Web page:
In one of the latest Ponzi schemes, an aspiring Internet broadcaster was sentenced to 16 years in prison for stealing more than $6 million from “investors” in a supposed payday lending business.
Because of the huge interest rates people are charged to borrow at payday lenders, David Hernandez was able to convince people that he could deliver returns of 10-16% per month on their money if they would buy into his alleged payday lending business.
But there was no payday lending operation. Hernandez used the money to team up with established sports radio talent out of Chicago to launch a short-lived Internet radio station. As with all Ponzi schemes, a portion of the money he took in from new investors was used to pay original investors.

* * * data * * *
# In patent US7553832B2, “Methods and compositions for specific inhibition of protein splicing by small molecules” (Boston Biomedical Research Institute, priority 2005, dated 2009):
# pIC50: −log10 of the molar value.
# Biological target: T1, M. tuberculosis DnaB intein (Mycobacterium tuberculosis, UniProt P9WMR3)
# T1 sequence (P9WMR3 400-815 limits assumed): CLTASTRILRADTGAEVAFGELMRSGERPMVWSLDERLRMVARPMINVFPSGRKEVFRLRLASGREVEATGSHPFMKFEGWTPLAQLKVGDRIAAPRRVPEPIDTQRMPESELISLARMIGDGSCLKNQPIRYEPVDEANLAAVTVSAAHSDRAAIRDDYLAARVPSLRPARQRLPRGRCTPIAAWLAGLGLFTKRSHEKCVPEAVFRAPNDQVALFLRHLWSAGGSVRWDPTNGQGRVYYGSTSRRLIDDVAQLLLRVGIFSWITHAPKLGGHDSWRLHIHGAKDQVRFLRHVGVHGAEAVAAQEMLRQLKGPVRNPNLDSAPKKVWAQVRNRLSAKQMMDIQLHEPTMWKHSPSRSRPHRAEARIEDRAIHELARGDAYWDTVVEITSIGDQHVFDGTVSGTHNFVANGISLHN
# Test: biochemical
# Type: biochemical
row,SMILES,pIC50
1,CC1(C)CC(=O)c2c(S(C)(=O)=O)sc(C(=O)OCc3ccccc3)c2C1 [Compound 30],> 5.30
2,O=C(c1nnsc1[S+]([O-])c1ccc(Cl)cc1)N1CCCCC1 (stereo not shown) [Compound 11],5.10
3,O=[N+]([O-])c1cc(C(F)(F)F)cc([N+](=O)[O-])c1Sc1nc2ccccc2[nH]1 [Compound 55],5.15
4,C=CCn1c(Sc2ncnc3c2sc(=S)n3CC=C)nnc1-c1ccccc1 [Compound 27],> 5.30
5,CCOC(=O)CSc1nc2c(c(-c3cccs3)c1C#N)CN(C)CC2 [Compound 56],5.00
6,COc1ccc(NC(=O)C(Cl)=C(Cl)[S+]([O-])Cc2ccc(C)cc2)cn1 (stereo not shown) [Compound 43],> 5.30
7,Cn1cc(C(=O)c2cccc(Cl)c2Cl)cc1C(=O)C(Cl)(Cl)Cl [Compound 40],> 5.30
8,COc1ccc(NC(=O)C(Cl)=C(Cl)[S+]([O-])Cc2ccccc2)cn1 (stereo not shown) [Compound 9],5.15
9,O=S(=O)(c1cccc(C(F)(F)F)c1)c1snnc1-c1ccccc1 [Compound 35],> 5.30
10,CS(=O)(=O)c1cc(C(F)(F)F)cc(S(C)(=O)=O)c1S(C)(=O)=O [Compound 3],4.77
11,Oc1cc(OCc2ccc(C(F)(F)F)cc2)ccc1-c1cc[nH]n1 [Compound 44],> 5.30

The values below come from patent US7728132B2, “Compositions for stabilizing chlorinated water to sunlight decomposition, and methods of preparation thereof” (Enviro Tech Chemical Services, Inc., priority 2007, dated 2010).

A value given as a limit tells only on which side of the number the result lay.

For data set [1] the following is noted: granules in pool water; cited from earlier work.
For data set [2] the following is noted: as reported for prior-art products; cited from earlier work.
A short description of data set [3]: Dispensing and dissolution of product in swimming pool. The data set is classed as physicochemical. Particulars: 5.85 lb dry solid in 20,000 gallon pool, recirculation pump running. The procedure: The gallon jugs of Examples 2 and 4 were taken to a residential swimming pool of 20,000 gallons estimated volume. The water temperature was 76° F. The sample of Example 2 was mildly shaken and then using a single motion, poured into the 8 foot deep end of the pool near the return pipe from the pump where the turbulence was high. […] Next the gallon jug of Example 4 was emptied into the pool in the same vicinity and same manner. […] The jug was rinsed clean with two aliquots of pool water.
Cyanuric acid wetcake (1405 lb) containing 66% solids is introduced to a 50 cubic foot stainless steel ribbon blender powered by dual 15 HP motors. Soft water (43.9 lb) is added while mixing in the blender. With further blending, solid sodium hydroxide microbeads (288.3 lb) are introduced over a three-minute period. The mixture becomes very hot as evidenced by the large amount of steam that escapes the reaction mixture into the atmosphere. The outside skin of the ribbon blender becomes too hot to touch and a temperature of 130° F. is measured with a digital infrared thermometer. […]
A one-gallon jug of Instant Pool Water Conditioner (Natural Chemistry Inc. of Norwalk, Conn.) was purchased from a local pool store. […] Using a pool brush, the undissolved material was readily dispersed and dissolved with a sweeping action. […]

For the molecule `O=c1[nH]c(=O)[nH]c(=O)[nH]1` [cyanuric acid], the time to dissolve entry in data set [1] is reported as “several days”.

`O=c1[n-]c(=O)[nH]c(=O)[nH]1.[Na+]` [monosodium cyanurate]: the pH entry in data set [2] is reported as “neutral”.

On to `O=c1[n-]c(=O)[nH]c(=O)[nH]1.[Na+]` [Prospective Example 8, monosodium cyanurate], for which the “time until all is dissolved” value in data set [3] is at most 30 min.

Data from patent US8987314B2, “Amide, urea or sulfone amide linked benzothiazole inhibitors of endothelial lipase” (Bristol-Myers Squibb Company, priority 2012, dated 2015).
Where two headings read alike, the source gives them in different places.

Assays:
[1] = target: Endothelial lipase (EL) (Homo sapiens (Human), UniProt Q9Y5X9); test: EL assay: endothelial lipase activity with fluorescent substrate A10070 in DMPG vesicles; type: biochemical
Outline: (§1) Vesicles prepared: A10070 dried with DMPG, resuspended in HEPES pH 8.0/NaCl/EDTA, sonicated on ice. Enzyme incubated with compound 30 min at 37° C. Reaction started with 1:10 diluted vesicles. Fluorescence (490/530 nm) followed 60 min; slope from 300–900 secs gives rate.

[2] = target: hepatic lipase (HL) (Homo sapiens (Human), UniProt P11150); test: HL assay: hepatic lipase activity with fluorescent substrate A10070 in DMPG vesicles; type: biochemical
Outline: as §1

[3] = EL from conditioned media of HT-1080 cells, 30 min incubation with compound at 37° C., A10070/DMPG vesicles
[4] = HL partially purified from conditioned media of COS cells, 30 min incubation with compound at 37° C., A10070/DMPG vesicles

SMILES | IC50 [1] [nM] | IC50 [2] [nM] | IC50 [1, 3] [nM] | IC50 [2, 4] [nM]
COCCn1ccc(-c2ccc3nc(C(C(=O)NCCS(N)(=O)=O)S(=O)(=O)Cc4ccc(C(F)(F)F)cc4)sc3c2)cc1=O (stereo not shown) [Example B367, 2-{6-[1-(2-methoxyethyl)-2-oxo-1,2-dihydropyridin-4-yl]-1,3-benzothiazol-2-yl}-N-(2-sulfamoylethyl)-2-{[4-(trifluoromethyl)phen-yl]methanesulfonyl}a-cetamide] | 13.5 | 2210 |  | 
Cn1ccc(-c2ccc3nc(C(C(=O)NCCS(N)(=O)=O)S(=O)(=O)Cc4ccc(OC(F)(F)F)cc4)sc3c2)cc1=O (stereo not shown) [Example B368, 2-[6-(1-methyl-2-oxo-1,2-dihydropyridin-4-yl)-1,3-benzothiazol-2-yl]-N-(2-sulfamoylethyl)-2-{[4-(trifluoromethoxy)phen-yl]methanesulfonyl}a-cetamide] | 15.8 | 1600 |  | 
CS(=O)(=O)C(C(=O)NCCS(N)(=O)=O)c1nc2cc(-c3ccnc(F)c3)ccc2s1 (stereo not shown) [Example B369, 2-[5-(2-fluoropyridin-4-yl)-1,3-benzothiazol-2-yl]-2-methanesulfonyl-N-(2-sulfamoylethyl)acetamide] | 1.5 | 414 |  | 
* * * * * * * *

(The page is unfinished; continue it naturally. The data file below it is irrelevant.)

This kind of arrangement can’t sustain itself because you pretty soon mathematically run out of enough people on Earth to bring in as “investors”! So it looks like those poor souls who gave him their hard-earned money during this 2-year swindle are out of luck.
This is just one example of so many that you hear me talk about, where people give you a song and a dance about any number of kinds of great, safe opportunities where you can get in on the ground floor.
Know that nobody can promise you fantastic returns without risk. Consider this: If CDs are paying 1% or 2% interest, and simple savings is paying 1% annually, you need to be suspicious of any pitch that promises to drastically outperform what those legitimate, truly safe investments are paying in the marketplace.